Faulkner v. University Of Cincinnati et al

Filing 38

ORDER denying 35 Defendants' Motion for Summary Judgment. Signed by Judge Sandra S Beckwith on 3/23/16. (mb)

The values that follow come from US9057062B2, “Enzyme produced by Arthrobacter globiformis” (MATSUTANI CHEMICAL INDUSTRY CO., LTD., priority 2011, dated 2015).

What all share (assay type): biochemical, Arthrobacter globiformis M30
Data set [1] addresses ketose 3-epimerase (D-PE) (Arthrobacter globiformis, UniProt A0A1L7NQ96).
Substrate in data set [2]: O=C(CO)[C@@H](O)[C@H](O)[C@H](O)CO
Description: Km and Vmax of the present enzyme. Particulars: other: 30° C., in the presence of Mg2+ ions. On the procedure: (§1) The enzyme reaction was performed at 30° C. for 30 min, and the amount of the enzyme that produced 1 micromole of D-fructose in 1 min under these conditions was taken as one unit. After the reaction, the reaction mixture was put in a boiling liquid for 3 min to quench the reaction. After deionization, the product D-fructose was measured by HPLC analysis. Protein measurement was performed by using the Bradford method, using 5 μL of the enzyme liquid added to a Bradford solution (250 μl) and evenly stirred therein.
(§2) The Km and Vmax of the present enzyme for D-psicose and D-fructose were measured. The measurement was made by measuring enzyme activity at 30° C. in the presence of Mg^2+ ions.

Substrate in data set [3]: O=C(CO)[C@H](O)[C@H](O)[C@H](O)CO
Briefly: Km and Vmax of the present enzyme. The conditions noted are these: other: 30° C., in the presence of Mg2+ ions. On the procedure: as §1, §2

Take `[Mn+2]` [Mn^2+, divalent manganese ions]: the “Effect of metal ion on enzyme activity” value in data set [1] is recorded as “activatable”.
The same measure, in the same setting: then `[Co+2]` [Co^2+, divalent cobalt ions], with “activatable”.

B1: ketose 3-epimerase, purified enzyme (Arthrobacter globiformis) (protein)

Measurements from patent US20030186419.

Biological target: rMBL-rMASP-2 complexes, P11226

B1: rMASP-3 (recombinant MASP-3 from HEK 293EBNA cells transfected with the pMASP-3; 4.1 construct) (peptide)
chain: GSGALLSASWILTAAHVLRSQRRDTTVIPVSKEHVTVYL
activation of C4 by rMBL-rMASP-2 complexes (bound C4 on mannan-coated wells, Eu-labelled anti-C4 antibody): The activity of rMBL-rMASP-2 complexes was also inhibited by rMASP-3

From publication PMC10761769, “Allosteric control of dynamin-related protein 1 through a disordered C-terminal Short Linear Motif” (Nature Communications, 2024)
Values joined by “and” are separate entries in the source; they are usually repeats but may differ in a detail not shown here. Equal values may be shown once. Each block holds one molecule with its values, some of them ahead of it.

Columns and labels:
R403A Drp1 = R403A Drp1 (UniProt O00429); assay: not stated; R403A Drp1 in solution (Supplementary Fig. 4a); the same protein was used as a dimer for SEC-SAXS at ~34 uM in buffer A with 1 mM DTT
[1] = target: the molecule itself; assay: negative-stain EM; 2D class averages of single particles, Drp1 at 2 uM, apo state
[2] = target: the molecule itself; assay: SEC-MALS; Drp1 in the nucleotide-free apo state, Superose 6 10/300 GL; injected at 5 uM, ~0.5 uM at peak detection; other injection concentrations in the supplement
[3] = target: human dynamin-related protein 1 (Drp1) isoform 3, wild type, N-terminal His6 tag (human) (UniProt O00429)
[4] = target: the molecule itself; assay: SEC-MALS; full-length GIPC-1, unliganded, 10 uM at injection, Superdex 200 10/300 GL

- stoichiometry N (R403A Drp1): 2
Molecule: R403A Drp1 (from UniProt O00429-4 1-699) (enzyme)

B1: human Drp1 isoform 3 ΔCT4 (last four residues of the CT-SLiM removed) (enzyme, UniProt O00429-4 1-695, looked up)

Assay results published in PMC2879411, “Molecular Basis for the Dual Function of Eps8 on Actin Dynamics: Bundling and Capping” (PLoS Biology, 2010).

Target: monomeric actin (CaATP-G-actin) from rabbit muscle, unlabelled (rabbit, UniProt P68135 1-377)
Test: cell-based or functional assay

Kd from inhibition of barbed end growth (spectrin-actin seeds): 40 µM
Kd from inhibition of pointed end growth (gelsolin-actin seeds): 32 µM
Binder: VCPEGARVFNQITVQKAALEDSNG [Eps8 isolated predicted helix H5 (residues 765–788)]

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UNITED STATES DISTRICT COURT SOUTHERN DISTRICT OF OHIO WESTERN DIVISION Mark Faulkner, Plaintiff, vs. University of Cincinnati, et al, Defendants. : : : : : : : : : Case No. 1:14-cv-758 ORDER Before the Court is the Defendants’ motion for summary judgment. (Doc. 35) Defendants seek judgment on Plaintiff’s First Amendment claim, and his claims challenging the University of Cincinnati’s discriminatory harassment policies as unconstitutionally vague and overbroad. Plaintiff opposes the motion (Doc. 36), and Defendants have filed their reply (Doc. 37). For the following reasons, the Court will deny Defendants’ motion. Factual Background Mark Faulkner worked at the University of Cincinnati in various non-faculty positions from 1985 through July 2015. Faulkner retired from his position as Senior Associate Vice President in the University’s Department of Information Technology in July 2015. He immediately began work as a consultant to the University, at the request of his departmental director, Dr. Nelson Vincent. Faulkner entered into a consulting agreement with Insight Global, initially working part-time training staff and aiding Dr. Vincent in transition tasks. In September 2015, Faulkner agreed to assume the duties of a UC Assistant Vice President who took an unexpected medical leave. Faulkner currently supervises five people in this position. Faulkner’s lawsuit arises from events that began in 2013. The IT department decided to develop and institute a “Leadership Academy” to provide training to departmental staff on leadership skills. An outside consultant, Megan Clark, was hired to develop a curriculum for the Academy and to run the sessions. Faulkner was appointed to a committee responsible for developing the Academy, but he did not participate in selecting the individuals who would provide the training and lectures. The first year’s group of trainees (for which there were more applications than spaces available) was composed of Dr. Vincent’s direct reports, and individuals who reported to those people. Clark asked Faulkner if he would give a lecture to the first meeting of the Academy on the subject of “servant leadership.” Dr. Vincent described the philosophy of “servant leadership” as a management style focused on empowering others to effectively perform their jobs. (Vincent Dep. at 13) Faulkner was reluctant to give the lecture but eventually agreed to do so. The first session of the Academy was held on September 17, 2013. Clark led an “icebreaker” exercise to begin the day’s session. She asked the participants to respond to a series of words and phrases by moving out of a line in one direction or the other, based on their reactions to the words. The words and phrases she used included phrases such as “I am a Republican,” “I am a Christian,” and “I am shy.” Faulkner made a short presentation in the morning, and gave his “Servant Leadership” talk after lunch, using a written outline as a guide. His presentation included a video excerpt of a speech by Dr. Martin Luther King; references to a book about the Southwest Airlines business model and successful growth; a pamphlet called “The Servant as Leader;” and -2- several references to Jesus, including his directive to lead by service, and a story from the Book of Matthew. Faulkner described Jesus as an example of a leader who articulates “clear and crisp” values. He specifically stated that his views about religion and Jesus were his own views that guided his own life, and were not those of the University nor of the audience. Faulkner recalls that approximately 20-22 departmental members were present, and none of them expressed any objections or discomfort about anything that he said during his presentation or during the conference. About a month later, in October, Donna Bowman, UC’s Assistant Director of the Office of Equal Opportunity and Access, received an anonymous complaint alleging that “religion and politics were brought up” during the icebreaker session of the Academy on September 13. The anonymous complaint identified Faulkner and Nelson Vincent as responsible for these transgressions. Bowman began investigating the anonymous complaint and chose to interview two attendees, Melissa Berling and Josette Riep, as well as Faulkner, Dr. Vincent, and Megan Clark. Bowman chose Berling and Riep because she had worked with them in the past on other issues. Bowman testified that “employees were saying that they felt that [the Academy] was a revival” and that Faulkner had proclaimed he was “there that day because God had called him there.” (Bowman Dep. at 27) Berling claimed that “somebody asked for amens,” but no one else Bowman interviewed confirmed that claim. Bowman called Faulkner one day in early 2014 and said she needed to speak with him that morning. According to Faulkner, she asked if he had heard the “servant leadership” presentation in church, whether he had “anointed himself” as a leader, and if he had asked the group for an “Amen.” Faulkner denied saying these things, and felt -3- that Bowman was attacking him. He offered to give her a copy of his written outline, but he testified that she never followed up with him in order to obtain it. Bowman completed her investigation and recommended that “corrective action” be taken. Her letter/report is dated February 27, 2014 and is addressed to Faulkner and Vincent. Bowman stated that she was notified of a complaint of “employee misconduct” against both of them. After investigating the complaint, she concluded that “corrective action by the University is warranted.” She concluded that UC’s Affirmative Action/EEO procedures, non-discrimination policy, and the discriminatory harassment policy were violated during the Leadership Academy, because “religion and politics were brought up directly and indirectly during the ice-breaker session ...”. With respect to Faulkner, the letter stated: “By his own admission, Mark Faulkner did quote from the Bible based upon his own beliefs which he stated were his, and only his examples. Going forward, Mr. Faulkner should refrain from using biblical quotations during presentations and work related interactions.” Bowman also recommended that the entire department participate in a “Sensitivity and Cultural Differences” training program within the next six months. (Faulkner Dep. Ex. 4A) Bowman initially testified in her deposition that Faulkner’s actions did not violate any University policies, but that “his actions made some employees feel uncomfortable based on his religious statement. ... We ask that our management not make the work environment noninclusive for employees.” (Bowman Dep. at 33-34.) Both her letter and her later testimony make clear that she concluded that Faulkner violated the University’s discriminatory harassment policy because his comments “made their employees feel uncomfortable ...” and “... creates a workplace which can be considered hostile to -4- perhaps an atheist that could have been in the audience.” (Bowman Dep. at 39) Faulkner was concerned about Bowman’s letter, and worried that the episode and the “corrective action” would reflect badly on him, or result in some negative perceptions about him or his abilities. He also testified that he was told he could not give his “Servant Leadership” presentation to future Leadership Academy classes. (Faulkner Dep. at 87-88) He discussed the situation with his colleague Josette Riep (whom Bowman conceded did not share Berling’s complaints about Faulkner’s presentation), who suggested that he contact Bluzette Marshall, UC’s Chief Diversity Officer. He did so and met with Marshall, showed her the letter from Bowman, and discussed his concerns. Marshall offered to meet with UC’s Human Resources group to discuss Faulkner’s concerns. Marshall testified that she reviewed Bowman’s letter and listened to Faulkner’s description of receiving it, and felt as though there was a “disconnect” in communications, and she wanted to understand more about the situation. (Marshall Dep. at 22) Marshall offered to help facilitate a discussion about Faulkner’s concerns, and she contacted Bowman, Erin Ascher (Bowman’s supervisor), and Tanya Ladd, all three of whom were signatories on Bowman’s February 27 letter. Marshall subsequently met with Bowman and Ladd; Erin Ascher, the HR Director, had planned to attend but was not available at the last minute. Marshall wanted to learn more about the circumstances leading to Bowman’s letter, and shared her concerns about the prohibition on Faulkner’s speech. Bowman and Ladd did not share any information about the situation with Marshall, so Marshall sent a follow-up email to Ascher, Bowman and Ladd, suggesting that the letter be revised to alter the prohibition on “biblical references.” (Marshall Dep. at 30-32) Asher responded to -5- Marshall by saying it was inappropriate for her to contact Ascher’s staff directly, and that further conversations should take place “offline.” (Id. at 33) Marshall then met with Bob Aumbach, UC’s Vice President for Administration and Finance and Ascher’s supervisor. Aumbach did not give Marshall any information about Faulkner or the February 27 letter, but told Marshall that the letter would not be placed in Faulkner’s personnel file. Marshall was also involved in a subsequent meeting with Ascher, Ambach, Faulkner, and representatives of the General Counsel’s office. (Marshall Dep. at 39-40) Ascher sent a letter to Faulkner and Nelson on June 24, 2014, stating that concerns about Bowman’s letter had come to her attention. Given those concerns, Ascher asked the University’s Office of General Counsel to assist in further review of the situation. She invited Faulkner and Vincent to contact her or Kenya Faulkner, VP of Legal Affairs, if they had further questions or concerns. (Bowman Dep. Ex. E) Faulkner filed his original complaint on September 25, 2014 against the University of Cincinnati, its President Santa Ono, Donna Bowman and Erin Ascher. The individual defendants are all sued solely in their official capacity. All of the Defendants moved to dismiss Faulkner’s claims on a variety of grounds. This Court granted in part and denied in part the motions, dismissing all claims against President Ono, and Faulkner’s Title VII claim against the University. The Court dismissed a portion of Faulkner’s First Amendment claim under Garcetti v. Ceballos, 547 U.S. 410 (2006), after concluding that he was not speaking as a private citizen on a matter of public concern when he gave the presentation. However, the Court denied dismissal of the entirety of this claim, finding that the broadly worded ban on any biblical references in “... future lectures or in work related -6- interactions ... could apply to consensual conversations with colleagues, to religious symbolic speech, and to ‘interactions’ of all sorts that might occur outside of the classroom or officially sanctioned University-sponsored groups.” (Doc. 15 at 12) Faulkner is seeking prospective injunctive relief against this broad ban, and the Court allowed his claim to proceed. The Court also denied dismissal of Faulkner’s constitutional challenges to the University policies cited in Bowman’s letter, finding that the doctrines of vagueness and overbreadth may be raised in civil suits such as this. Following entry of this Order on March 23, 2015, the parties participated in a mediation session with Magistrate Judge Wehrman. They were not successful in resolving the suit; but later the same day, July 23, 2015, Faulkner received a letter from Bowman “amending” her February 27, 2014 “corrective action” letter. Bowman’s letter informed Faulkner: “The sentence reading ‘Going forward Mr. Faulkner should refrain from using biblical quotations during presentations and work related interactions’ is removed. The sentence should be substituted with the following: “Going forward, Mr. Faulkner should be mindful of how his comments can be interpreted by his colleagues and be respectful that they may have different views.” (Doc. 32-1, Faulkner Dep. Ex. 6) DISCUSSION Summary Judgment Standards The court “shall grant summary judgment if the movant shows that there is no genuine dispute as to any material fact and the movant is entitled to judgment as a matter of law.” Fed. R. Civ. P. 56(a). An assertion of an undisputed fact must be supported by citations to particular parts of the record, including depositions, affidavits, admissions, and interrogatory answers. The party opposing a properly supported -7- summary judgment motion “'may not rest upon the mere allegations or denials of his pleading, but ... must set forth specific facts showing that there is a genuine issue for trial.'” Anderson v. Liberty Lobby, Inc., 477 U.S. 242, 248 (1986) (internal quotation omitted). The party bringing the summary judgment motion has the initial burden of informing the district court of the basis for its motion and identifying portions of the record that demonstrate the absence of a genuine dispute over material facts. Mt. Lebanon Personal Care Home, Inc. v. Hoover Universal, Inc., 276 F.3d 845, 848 (6th Cir. 2002). Once that occurs, the party opposing the motion then may not "rely on the hope that the trier of fact will disbelieve the movant's denial of a disputed fact" but must make an affirmative showing with proper evidence in order to defeat the motion. Street v. J.C. Bradford & Co., 886 F.2d 1472, 1479 (6th Cir. 1989). The burden is on the non-moving party to “present affirmative evidence to defeat a properly supported motion for summary judgment...,” Street v. J.C. Bradford & Co., 886 F.2d 1472, 1479-80 (6th Cir. 1989), and to designate specific facts in dispute. Anderson, 477 U.S. at 250. The non-moving party “must do more than simply show that there is some metaphysical doubt as to the material facts.” Matsushita Electric Industries Co. v. Zenith Radio Corp., 475 U.S. 574, 586 (1986). The court must assess “whether there is the need for trial — whether, in other words, there are any genuine factual issues that properly can be resolved only by a finder of fact because they may reasonably be resolved in favor of either party.” Id. at 250. “If the evidence is merely colorable, ... or is not significantly probative, ... the court may grant judgment.” Anderson, 477 U.S. at 249-50 (citations omitted). -8- The court construes the evidence presented in the light most favorable to the non-movant and draws all justifiable inferences in the non-movant's favor. United States v. Diebold Inc., 369 U.S. 654, 655 (1962). Standing: Defendants contend that because Faulkner retired from his official position at the University in July 2015, he no longer has standing to pursue his claims challenging the University’s policies. They cite Savage v. Gee, 665 F.3d 732 (6th Cir. 2012), where the court of appeals affirmed the dismissal of a former professor’s claims against the university because he resigned from the faculty after he filed suit. He had no continuing employment relationship with the University, and could not show that he had a reasonable expectation of any imminent enforcement of the challenged harassment policies against him. And the prior investigation of the professor’s conduct was not the type of concrete harm sufficient to confer standing in view of his departure. The Court concludes that Faulkner’s retirement does not deprive Faulkner of standing to prosecute his claims in this case. Immediately upon his retirement, he became a University consultant and has continued working on campus and in the IT department. Bowman testified that the University’s anti-discrimination and antiharassment policies apply to all University consultants and contractors, and that the University does not want “any incidents going forward” with regard to Faulkner. (Bowman Dep. at 68-69) Faulkner’s paycheck is coming through a different source, but that does not exempt him, as an on-campus consultant, from complying with all University policies and procedures. The Court also rejects the Defendants’ suggestion that Bowman’s retraction of the broad ban on biblical references (and its replacement with an admonishment to “be -9- respectful” of his colleagues’ view) disposes of or moots Faulkner’s claims. As Faulkner persuasively argues, the circumstances surrounding Bowman’s initial investigation give rise to a reasonable inference of a less than thorough or objective investigation of one anonymous complaint. Bowman chose to interview only two of the more than 20 attendees simply because she knew those two women. Only one of the two described Faulkner’s presentation as a “revival” and ascribed comments to Faulkner that neither Vincent nor Riep recalled. Moreover, after Marshall attempted to discuss Faulkner’s concerns with Ascher and Bowman, she was told that such conversations must occur “offline.” Faulkner was then informed that the General Counsel’s office would review Bowman’s “corrective action” letter. Yet it was not until over a year later, on the very day of an unsuccessful mediation, that Bowman actually amended the letter. While the Defendants insist that the timing is only related to Faulkner’s retirement, the facts give rise to more than one reasonable inference about the Defendants’ intent and motive in issuing the amendment. Moreover, as Faulkner notes, a defendant may not moot an injunctive relief claim simply by voluntarily ceasing the challenged conduct. He cites Friends of the Earth v. Laidlaw Environmental Services, Inc., 528 U.S. 167, 189 (2000), where the Supreme Court noted: “A case might become moot if subsequent events made it absolutely clear that the allegedly wrongful behavior could not reasonably be expected to recur.” Only if the University could establish with absolute clarity that Faulkner would never again be subjected to the broad prohibition on his religious speech would the amendment to the corrective action arguably moot his claim. Bowman’s July 23, 2015 letter contains no -10- such assurances. And it suggests that additional complaints would be investigated and acted upon if Faulkner is not sufficiently “mindful of how his [biblical references] can be interpreted by his colleagues...”. The Court rejects Defendants’ arguments on standing and mootness. Faulkner’s First Amendment Claim: Defendants argue that Faulkner’s First Amendment claim, whether styled as an infringement of his free exercise of religion or as an impairment of his free speech rights, must be dismissed. They contend that Faulkner was not barred from performing any personal religious practice, that the Leadership presentation was the only occasion on which he presented his “Servant Leadership” lecture, and that this entire lawsuit springs from a single incident that has not been repeated. Defendants note that while the Sixth Circuit does not appear to have applied Garcetti in the context of a free exercise claim, they urge the Court to apply its reasoning to Faulkner’s claim. They argue that the “corrective action” letter was appropriate and did not infringe any religious practice in which Faulkner wished to engage. When the government acts as an employer, its powers to regulate speech are clearly broader than its powers to regulate public speech generally. While the University’s power to regulate speech of its employees is broad under Garcetti, it is not without limits. Faulkner’s religious beliefs include daily reading of the Bible, prayers while at work, and references to biblical verse or proverbs during his everyday interactions with people, including his workplace discussions. Dr. Vincent, Faulkner’s supervisor, testified that prior to the incident giving rise to this case, he was never uncomfortable with Faulkner’s speech or religious expressions, and that he had never -11- heard anyone else complain about Faulkner. (Vincent Dep. at 23, 42-43) According to Bowman, one anonymous employee felt “uncomfortable” about Faulkner’s Servant Leadership remarks, and so the University barred him from using biblical quotations in any “work related interactions.” The “corrective action” effectively prohibited Faulkner from engaging in his normal religious practice of using biblical references or proverbs in his working environment. Defendants attempt to portray Faulkner’s complaints about this broad prohibition on Christian-based biblical references as overblown, and that his subjective impressions of what Bowman’s letter said are insufficient to withstand summary judgment. The Court disagrees. It is difficult to conceive of a broader prohibition than one limiting speech in “all workplace interactions.” Accepting Faulkner’s own description of his Christian faith and religious practices (as the Court must do on summary judgment), this broad ban infringed on his ability to exercise his faith as he had always done, without problem or objection from anyone in any “workplace interaction.” The University has not argued that Faulkner’s speech was interpreted by anyone as an official position of the University. Indeed, Bowman’s “corrective action” letter specifically acknowledged that Faulkner made it clear that his comments and his presentation to the Leadership Academy were his own personal views, and not those of the University. Applying the balancing test of Pickering v. Board of Educ., 391 U.S. 563 (1968) to this claim, the University must show that its interest in this broad prohibition on Faulkner’s speech outweighed any interest that Faulkner had in using biblical references and examples in his everyday workplace speech. Bowman testified that Faulkner made an employee “uncomfortable.” There is no suggestion that anyone -12- accused Faulkner of harassment on the basis of religious belief or preference, conduct that could well merit discipline and a prohibition on such conduct. Bowman explained that part of her justification for imposing the prohibition on speech was due to Faulkner’s role as a manager, and because “he should know what affects his employees and what doesn’t.” (Bowman Dep. at 50) But there was no allegation that Faulkner was using his supervisory power to harass a subordinate on the basis of his own religious beliefs. The University’s asserted interest in avoiding an employee’s discomfort at hearing biblical references (or in another context, hearing references to Buddhist teachings or the Quran, or the principles of atheism) simply and plainly do not outweigh Faulkner’s interests in free speech and in the free exercise of his religious principles. This is especially true in view of Faulkner’s lengthy tenure at UC, and the utter lack of evidence that anyone on any previous occasion felt “uncomfortable” enough about Faulkner’s speech to complain about it. The Court concludes that the Defendants are not entitled to summary judgment on Faulkner’s First Amendment claim. Challenges to the University’s policies: The University’s Discriminatory Harassment Policy (No. 11.02) is the operative policy banning harassment in the University community. The policy defines “discriminatory harassment” as: ... conduct that has the purpose or foreseeable effect of unreasonably interfering with an identifiable individual’s work or academic performance or of creating an intimidating, hostile, or offensive work or learning environment for that individual. It is not necessary that the consequences actually occur, but the test of whether they are foreseeable is to be determined objectively by reference to all the circumstances of the particular case. (Bowman Dep. Ex. D) Defendants contend that this policy is not unconstitutional based -13- on vagueness or overbreadth. The University has a duty under law to regulate conduct in order to protect members of its community against purposeful harassment. Defendants reject Faulkner’s reliance on Dambrot v. Central Mich. Univ., 55 F.3d 1177 (6th Cir. 1995), where the Sixth Circuit found a university’s harassment policy unconstitutional. That policy, unlike UC’s, purported to prohibit any intentional or unintentional behavior that subjected someone else to intimidation or a hostile and offensive environment. The court of appeals held that the policy was both overinclusive and failed to clearly and objectively define the contours of the prohibited behavior. Defendants argue that the UC policy regulates purposeful conduct, and conduct that has an objectively foreseeable effect. Defendants also cite the policy’s introduction which expressly recognizes that the University “cannot legally censor speech or punish those who exercise First Amendment rights.” (Bowman Dep. Ex. D, Introduction ¶2) They further note that the operative language of its harassment policy mirrors the definition contained in federal regulations barring workplace harassment. See 29 C.F.R. 1604.11(a), defining harassing conduct to include “... conduct [that] has the purpose or effect of unreasonably interfering with an individual's work performance or creating an intimidating, hostile, or offensive working environment.” Faulkner responds that the policy does not clearly define prohibited conduct, nor provide clear standards to guide its enforcement. He argues that no reasonable person in his position could have known that including biblical references in a leadership presentation would purposefully or foreseeably interfere with an employee’s performance, much less create an intimidating, hostile, or offensive environment. He -14- also contends the policy is overbroad because it reaches a substantial amount of protected speech. Faulkner cites DeJohn v. Temple Univ., 537 F.3d 301 (3d Cir. 2008) which struck down a university’s sexual harassment policy as overbroad and vague. The policy in question in DeJohn stated that “... all forms of sexual harassment are prohibited, including . . . expressive, visual, or physical conduct of a sexual or gender-motivated nature, when . . . (c) such conduct has the purpose or effect of unreasonably interfering with an individual's work, educational performance, or status; or (d) such conduct has the purpose or effect of creating an intimidating, hostile, or offensive environment.” The plaintiff was a member of the armed forces, and wished to write his master’s thesis on issues regarding women in combat and in the military. He alleged that the policy chilled his speech in classroom discussions on these subjects, and subjected him to the real fear that he would be sanctioned for his views. The Third Circuit held the policy was facially overbroad, in that it reached a substantial amount of speech that is protected by the First Amendment. Nor was the policy reasonably subject to a limiting construction that could save it from plaintiff’s constitutional challenge. The Third Circuit considered a challenge to another university’s anti-harassment policy in McCauley v. University of the Virgin Islands, 618 F.3d 232 (3d Cir. 2010). The policy banned conduct that causes “emotional distress” which included “... conduct which results in physical manifestations, significant restraints on normal behavior or conduct and/or which compels the victim to seek assistance in dealing with the distress.” The court of appeals noted that “conduct” is a broad term that includes speech protected by the First Amendment, as well as non-expressive harassing conduct -15- that lies entirely outside the protections of the First Amendment. The term “emotional distress” was entirely subjective, and purported to prohibit speech without any consideration of whether the speech was objectively problematic. Id. at 250. The court listed a number of hypothetical scenarios that could be implicated by the policy: ... a religious student organization inviting an atheist to attend a group prayer meeting on campus could prompt him to seek assistance in dealing with the distress of being invited to the event; minority students may feel emotional distress when other students protest against affirmative action; a pro-life student may feel emotional distress when a pro-choice student distributes Planned Parenthood pamphlets on campus; even simple name-calling could be punished. The reason all these scenarios are plausible applications of [the policy] is that the [policy] is not based on the speech at all. It is based on a listener's reaction to the speech. The Supreme Court has held time and again, both within and outside of the school context, that the mere fact that someone might take offense at the content of speech is not sufficient justification for prohibiting it. Id. at 251 (internal citations and quotations omitted). Here, in similar fashion, Faulkner was accused of violating the discriminatory harassment policy because, as Bowman conceded, an employee was “uncomfortable” about his presentation. The application of the policy is thus premised on the listener’s reaction to speech, not upon any objective standards either defined in the policy or articulated by Bowman or by the Defendants. While the policy’s introduction recognizes First Amendment protection for speech, that protection is apparently trumped when a listener feels uncomfortable (or perhaps experiences “distress”) during a campus presentation. In contrast to these cases, a colleague within this district recently rejected a plaintiff’s challenge to the sexual harassment policy of Ohio University. In Marshall v. Ohio Univ., 2015 U.S. Dist. LEXIS 31272 (S.D. Ohio, March 13, 2015), the plaintiff was -16- suspended from the university after an investigation concluded that he had sexually harassed a fellow student by creating a hostile academic environment for her. The plaintiff repeatedly sent her text messages imploring her to enter into a relationship, messages she had repeatedly rebuffed. He continued to send texts after she asked him to stop. He filed suit seeking reinstatement, and alleged that the harassment policy violated his First Amendment rights. The district court denied his request for a preliminary injunction, finding that he had not shown a substantial likelihood of success on the merits of his First Amendment challenge to the policy. The policy defined sexual harassment to include “... sexual advances, requests for sexual favors, and other physical or verbal conduct of a sexual nature that is unwelcome and is sufficiently severe or pervasive from both a subjective (the complainant's) and an objective (reasonable person's) viewpoint.” Harassment by creating a hostile environment was defined as ... conduct [that] has the purpose or effect of unreasonably interfering with a person's work or academic performance or creating an intimidating, hostile, or offensive environment for working, learning, or living on campus. The determination of whether an environment is "hostile" is often contextual and must be based on the circumstances. These circumstances could include: • The frequency of the conduct; • The nature and severity of the conduct; • Relationship between alleged harasser and subject of the alleged harassment; • Location and context in which the alleged conduct occurs; • Whether the conduct was physically threatening; • Whether the conduct was humiliating; • Whether the conduct arose in the context of other discriminatory conduct. A hostile environment could be created by repeated, unwanted, sexually oriented stares (maintaining eye contact is, of course, acceptable). -17- Id. at **3-5. The university’s policies also provided procedural safeguards for anyone accused of sexual harassment, including a neutral fact-finder and the right to present evidence at a hearing. The district court rejected plaintiff’s overbreadth and vagueness challenges to the policy, finding that the policy was narrowly tailored and carefully drafted to balance the university’s need to prohibit harassment with an individual’s free speech rights. The policy provided also specific guidance on how the determination of a “hostile” environment would be made, and required both an objective and subjective assessment of the conduct at issue. The UC policy at issue does not share these qualities. In addition, despite the policy’s express assurance that any complaint of discriminatory harassment will be subjected to a “thorough investigation,” a fact finder could conclude that Bowman’s investigation was anything but “thorough.” The “corrective action” letter was issued to Faulkner based on one anonymous employee’s complaint of discomfort, and despite Faulkner’s denial of statements that Bowman later attributed to him. Faulkner was found in violation of a policy that provided him with no guidance on what speech the University could conclude fell within its definition of harassment. The Court concludes that Defendants are not entitled to entry of judgment that the discriminatory harassment policy which Faulkner is accused of violating passes constitutional muster under the doctrines of vagueness and overbreadth. CONCLUSION For all of the foregoing reasons, Defendants’ motion for summary judgment (Doc. 35) is denied. SO ORDERED. -18- DATED: March 23, 2016 s/Sandra S. Beckwith Sandra S. Beckwith, Senior Judge United States District Court -19-